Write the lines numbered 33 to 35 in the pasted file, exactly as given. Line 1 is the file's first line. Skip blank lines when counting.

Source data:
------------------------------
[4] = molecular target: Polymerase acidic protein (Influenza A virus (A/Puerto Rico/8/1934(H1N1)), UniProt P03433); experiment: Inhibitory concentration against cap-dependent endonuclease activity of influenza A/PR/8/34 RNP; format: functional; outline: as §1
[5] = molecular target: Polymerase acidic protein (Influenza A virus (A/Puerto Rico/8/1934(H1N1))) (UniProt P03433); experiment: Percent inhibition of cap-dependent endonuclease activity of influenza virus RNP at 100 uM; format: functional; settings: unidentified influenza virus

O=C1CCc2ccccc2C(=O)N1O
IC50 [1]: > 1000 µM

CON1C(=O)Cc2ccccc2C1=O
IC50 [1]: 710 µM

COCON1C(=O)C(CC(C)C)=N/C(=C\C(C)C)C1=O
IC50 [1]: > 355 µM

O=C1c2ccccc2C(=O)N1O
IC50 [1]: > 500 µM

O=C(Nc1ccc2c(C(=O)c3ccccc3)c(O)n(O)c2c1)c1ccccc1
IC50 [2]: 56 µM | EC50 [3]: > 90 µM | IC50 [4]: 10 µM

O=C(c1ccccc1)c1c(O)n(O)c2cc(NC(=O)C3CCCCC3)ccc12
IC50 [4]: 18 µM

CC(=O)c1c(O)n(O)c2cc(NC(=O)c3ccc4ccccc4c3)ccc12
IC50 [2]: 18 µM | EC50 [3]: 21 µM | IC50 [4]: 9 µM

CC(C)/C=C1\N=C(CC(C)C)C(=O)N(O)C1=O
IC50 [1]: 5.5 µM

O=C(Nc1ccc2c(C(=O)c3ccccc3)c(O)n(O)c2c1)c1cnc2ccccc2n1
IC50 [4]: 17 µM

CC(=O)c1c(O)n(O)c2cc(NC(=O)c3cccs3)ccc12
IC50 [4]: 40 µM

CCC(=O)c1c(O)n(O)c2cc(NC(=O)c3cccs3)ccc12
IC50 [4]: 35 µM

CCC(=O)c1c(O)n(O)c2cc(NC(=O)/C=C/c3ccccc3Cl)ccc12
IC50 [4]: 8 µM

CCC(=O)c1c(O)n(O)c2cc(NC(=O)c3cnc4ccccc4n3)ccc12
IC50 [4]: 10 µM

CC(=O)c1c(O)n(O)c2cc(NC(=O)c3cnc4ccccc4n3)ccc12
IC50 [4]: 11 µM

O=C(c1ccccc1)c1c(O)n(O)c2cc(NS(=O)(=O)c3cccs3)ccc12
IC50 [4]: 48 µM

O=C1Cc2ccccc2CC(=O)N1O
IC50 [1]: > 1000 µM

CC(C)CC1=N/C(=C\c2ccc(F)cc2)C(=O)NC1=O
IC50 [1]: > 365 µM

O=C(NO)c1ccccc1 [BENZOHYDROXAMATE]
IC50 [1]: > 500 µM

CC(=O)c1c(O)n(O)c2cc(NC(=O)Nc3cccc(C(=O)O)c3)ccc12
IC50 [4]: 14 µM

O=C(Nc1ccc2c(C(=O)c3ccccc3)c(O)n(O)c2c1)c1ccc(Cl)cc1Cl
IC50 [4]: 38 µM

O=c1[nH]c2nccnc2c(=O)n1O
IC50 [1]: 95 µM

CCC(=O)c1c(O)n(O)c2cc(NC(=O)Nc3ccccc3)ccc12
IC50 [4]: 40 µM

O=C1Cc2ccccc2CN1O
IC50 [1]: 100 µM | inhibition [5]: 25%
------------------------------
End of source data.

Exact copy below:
O=C1Cc2ccccc2CC(=O)N1O
IC50 [1]: > 1000 µM

CC(C)CC1=N/C(=C\c2ccc(F)cc2)C(=O)NC1=O